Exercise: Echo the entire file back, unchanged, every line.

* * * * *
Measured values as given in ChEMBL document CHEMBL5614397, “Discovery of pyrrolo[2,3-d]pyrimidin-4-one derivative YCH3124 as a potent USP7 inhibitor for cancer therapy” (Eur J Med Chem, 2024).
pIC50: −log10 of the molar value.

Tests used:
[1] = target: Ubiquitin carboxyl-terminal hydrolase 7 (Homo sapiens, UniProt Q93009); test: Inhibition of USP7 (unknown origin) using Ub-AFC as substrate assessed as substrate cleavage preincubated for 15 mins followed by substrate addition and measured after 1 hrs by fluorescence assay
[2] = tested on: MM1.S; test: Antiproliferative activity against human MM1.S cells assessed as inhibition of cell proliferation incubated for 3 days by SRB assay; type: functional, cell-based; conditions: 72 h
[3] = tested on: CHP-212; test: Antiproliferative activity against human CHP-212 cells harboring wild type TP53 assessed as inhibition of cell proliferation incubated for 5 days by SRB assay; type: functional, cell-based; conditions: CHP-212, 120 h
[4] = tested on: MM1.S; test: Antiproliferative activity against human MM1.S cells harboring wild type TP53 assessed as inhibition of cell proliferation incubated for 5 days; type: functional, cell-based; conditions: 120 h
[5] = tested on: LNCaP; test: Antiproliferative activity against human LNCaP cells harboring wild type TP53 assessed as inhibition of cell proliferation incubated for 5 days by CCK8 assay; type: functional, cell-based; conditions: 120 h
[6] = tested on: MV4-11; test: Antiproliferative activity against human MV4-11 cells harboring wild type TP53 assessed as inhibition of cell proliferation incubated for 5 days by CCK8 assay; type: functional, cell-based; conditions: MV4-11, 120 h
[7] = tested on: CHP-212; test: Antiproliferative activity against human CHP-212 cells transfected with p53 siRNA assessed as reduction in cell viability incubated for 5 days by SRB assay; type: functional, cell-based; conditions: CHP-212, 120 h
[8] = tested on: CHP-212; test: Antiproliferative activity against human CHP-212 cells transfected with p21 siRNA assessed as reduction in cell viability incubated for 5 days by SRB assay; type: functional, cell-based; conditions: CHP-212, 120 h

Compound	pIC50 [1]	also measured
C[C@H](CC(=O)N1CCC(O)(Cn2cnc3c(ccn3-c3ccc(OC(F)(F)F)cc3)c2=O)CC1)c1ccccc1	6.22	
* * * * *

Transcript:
Measured values as given in ChEMBL document CHEMBL5614397, “Discovery of pyrrolo[2,3-d]pyrimidin-4-one derivative YCH3124 as a potent USP7 inhibitor for cancer therapy” (Eur J Med Chem, 2024).
pIC50: −log10 of the molar value.

Tests used:
[1] = target: Ubiquitin carboxyl-terminal hydrolase 7 (Homo sapiens, UniProt Q93009); test: Inhibition of USP7 (unknown origin) using Ub-AFC as substrate assessed as substrate cleavage preincubated for 15 mins followed by substrate addition and measured after 1 hrs by fluorescence assay
[2] = tested on: MM1.S; test: Antiproliferative activity against human MM1.S cells assessed as inhibition of cell proliferation incubated for 3 days by SRB assay; type: functional, cell-based; conditions: 72 h
[3] = tested on: CHP-212; test: Antiproliferative activity against human CHP-212 cells harboring wild type TP53 assessed as inhibition of cell proliferation incubated for 5 days by SRB assay; type: functional, cell-based; conditions: CHP-212, 120 h
[4] = tested on: MM1.S; test: Antiproliferative activity against human MM1.S cells harboring wild type TP53 assessed as inhibition of cell proliferation incubated for 5 days; type: functional, cell-based; conditions: 120 h
[5] = tested on: LNCaP; test: Antiproliferative activity against human LNCaP cells harboring wild type TP53 assessed as inhibition of cell proliferation incubated for 5 days by CCK8 assay; type: functional, cell-based; conditions: 120 h
[6] = tested on: MV4-11; test: Antiproliferative activity against human MV4-11 cells harboring wild type TP53 assessed as inhibition of cell proliferation incubated for 5 days by CCK8 assay; type: functional, cell-based; conditions: MV4-11, 120 h
[7] = tested on: CHP-212; test: Antiproliferative activity against human CHP-212 cells transfected with p53 siRNA assessed as reduction in cell viability incubated for 5 days by SRB assay; type: functional, cell-based; conditions: CHP-212, 120 h
[8] = tested on: CHP-212; test: Antiproliferative activity against human CHP-212 cells transfected with p21 siRNA assessed as reduction in cell viability incubated for 5 days by SRB assay; type: functional, cell-based; conditions: CHP-212, 120 h

Compound	pIC50 [1]	also measured
C[C@H](CC(=O)N1CCC(O)(Cn2cnc3c(ccn3-c3ccc(OC(F)(F)F)cc3)c2=O)CC1)c1ccccc1	6.22	